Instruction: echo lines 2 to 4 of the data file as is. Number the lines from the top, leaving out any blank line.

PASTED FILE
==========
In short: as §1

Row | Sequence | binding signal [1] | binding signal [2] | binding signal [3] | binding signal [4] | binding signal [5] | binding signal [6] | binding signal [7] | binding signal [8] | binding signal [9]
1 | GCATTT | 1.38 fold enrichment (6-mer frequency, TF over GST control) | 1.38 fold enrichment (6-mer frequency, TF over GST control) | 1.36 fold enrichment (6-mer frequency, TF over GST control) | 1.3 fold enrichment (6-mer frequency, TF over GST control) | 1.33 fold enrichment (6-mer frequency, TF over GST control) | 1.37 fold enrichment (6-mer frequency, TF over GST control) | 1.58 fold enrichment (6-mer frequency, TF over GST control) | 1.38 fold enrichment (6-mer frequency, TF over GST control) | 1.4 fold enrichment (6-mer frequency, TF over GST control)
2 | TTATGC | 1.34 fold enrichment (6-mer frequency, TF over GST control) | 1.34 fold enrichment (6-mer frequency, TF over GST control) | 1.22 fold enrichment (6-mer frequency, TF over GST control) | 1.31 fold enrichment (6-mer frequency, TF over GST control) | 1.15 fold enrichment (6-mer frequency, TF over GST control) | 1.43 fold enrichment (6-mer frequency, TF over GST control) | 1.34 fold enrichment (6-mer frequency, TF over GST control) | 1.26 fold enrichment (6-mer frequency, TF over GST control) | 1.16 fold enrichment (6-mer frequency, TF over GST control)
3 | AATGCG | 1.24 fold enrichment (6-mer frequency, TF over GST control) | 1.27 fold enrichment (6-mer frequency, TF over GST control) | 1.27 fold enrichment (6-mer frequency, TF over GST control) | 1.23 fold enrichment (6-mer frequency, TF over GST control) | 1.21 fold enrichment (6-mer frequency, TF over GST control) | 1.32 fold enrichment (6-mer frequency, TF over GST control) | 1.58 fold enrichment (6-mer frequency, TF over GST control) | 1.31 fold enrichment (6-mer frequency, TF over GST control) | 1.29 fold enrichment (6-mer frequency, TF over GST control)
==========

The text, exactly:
Row | Sequence | binding signal [1] | binding signal [2] | binding signal [3] | binding signal [4] | binding signal [5] | binding signal [6] | binding signal [7] | binding signal [8] | binding signal [9]
1 | GCATTT | 1.38 fold enrichment (6-mer frequency, TF over GST control) | 1.38 fold enrichment (6-mer frequency, TF over GST control) | 1.36 fold enrichment (6-mer frequency, TF over GST control) | 1.3 fold enrichment (6-mer frequency, TF over GST control) | 1.33 fold enrichment (6-mer frequency, TF over GST control) | 1.37 fold enrichment (6-mer frequency, TF over GST control) | 1.58 fold enrichment (6-mer frequency, TF over GST control) | 1.38 fold enrichment (6-mer frequency, TF over GST control) | 1.4 fold enrichment (6-mer frequency, TF over GST control)
2 | TTATGC | 1.34 fold enrichment (6-mer frequency, TF over GST control) | 1.34 fold enrichment (6-mer frequency, TF over GST control) | 1.22 fold enrichment (6-mer frequency, TF over GST control) | 1.31 fold enrichment (6-mer frequency, TF over GST control) | 1.15 fold enrichment (6-mer frequency, TF over GST control) | 1.43 fold enrichment (6-mer frequency, TF over GST control) | 1.34 fold enrichment (6-mer frequency, TF over GST control) | 1.26 fold enrichment (6-mer frequency, TF over GST control) | 1.16 fold enrichment (6-mer frequency, TF over GST control)